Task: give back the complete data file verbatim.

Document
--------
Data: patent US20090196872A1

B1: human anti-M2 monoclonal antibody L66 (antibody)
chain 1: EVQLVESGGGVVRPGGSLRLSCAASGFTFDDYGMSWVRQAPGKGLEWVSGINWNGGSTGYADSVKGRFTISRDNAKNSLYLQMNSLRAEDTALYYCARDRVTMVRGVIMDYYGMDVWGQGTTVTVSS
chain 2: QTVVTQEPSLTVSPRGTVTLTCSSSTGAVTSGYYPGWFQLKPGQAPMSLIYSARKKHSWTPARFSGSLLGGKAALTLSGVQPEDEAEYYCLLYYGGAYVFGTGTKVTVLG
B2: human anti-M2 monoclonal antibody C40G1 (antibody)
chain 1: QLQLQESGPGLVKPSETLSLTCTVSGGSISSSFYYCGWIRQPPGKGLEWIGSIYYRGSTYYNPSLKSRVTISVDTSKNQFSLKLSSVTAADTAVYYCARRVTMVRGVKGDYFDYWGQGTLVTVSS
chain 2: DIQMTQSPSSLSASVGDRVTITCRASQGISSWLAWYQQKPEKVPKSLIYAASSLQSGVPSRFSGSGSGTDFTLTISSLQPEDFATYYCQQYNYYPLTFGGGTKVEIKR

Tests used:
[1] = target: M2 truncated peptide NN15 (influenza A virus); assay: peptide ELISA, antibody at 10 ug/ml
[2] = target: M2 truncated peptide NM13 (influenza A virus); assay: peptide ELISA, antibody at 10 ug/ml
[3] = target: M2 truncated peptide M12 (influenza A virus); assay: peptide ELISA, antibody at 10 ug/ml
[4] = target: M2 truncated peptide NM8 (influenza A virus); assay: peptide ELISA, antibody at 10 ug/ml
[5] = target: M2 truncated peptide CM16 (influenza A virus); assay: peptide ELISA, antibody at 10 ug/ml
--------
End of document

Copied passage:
Data: patent US20090196872A1

B1: human anti-M2 monoclonal antibody L66 (antibody)
chain 1: EVQLVESGGGVVRPGGSLRLSCAASGFTFDDYGMSWVRQAPGKGLEWVSGINWNGGSTGYADSVKGRFTISRDNAKNSLYLQMNSLRAEDTALYYCARDRVTMVRGVIMDYYGMDVWGQGTTVTVSS
chain 2: QTVVTQEPSLTVSPRGTVTLTCSSSTGAVTSGYYPGWFQLKPGQAPMSLIYSARKKHSWTPARFSGSLLGGKAALTLSGVQPEDEAEYYCLLYYGGAYVFGTGTKVTVLG
B2: human anti-M2 monoclonal antibody C40G1 (antibody)
chain 1: QLQLQESGPGLVKPSETLSLTCTVSGGSISSSFYYCGWIRQPPGKGLEWIGSIYYRGSTYYNPSLKSRVTISVDTSKNQFSLKLSSVTAADTAVYYCARRVTMVRGVKGDYFDYWGQGTLVTVSS
chain 2: DIQMTQSPSSLSASVGDRVTITCRASQGISSWLAWYQQKPEKVPKSLIYAASSLQSGVPSRFSGSGSGTDFTLTISSLQPEDFATYYCQQYNYYPLTFGGGTKVEIKR

Tests used:
[1] = target: M2 truncated peptide NN15 (influenza A virus); assay: peptide ELISA, antibody at 10 ug/ml
[2] = target: M2 truncated peptide NM13 (influenza A virus); assay: peptide ELISA, antibody at 10 ug/ml
[3] = target: M2 truncated peptide M12 (influenza A virus); assay: peptide ELISA, antibody at 10 ug/ml
[4] = target: M2 truncated peptide NM8 (influenza A virus); assay: peptide ELISA, antibody at 10 ug/ml
[5] = target: M2 truncated peptide CM16 (influenza A virus); assay: peptide ELISA, antibody at 10 ug/ml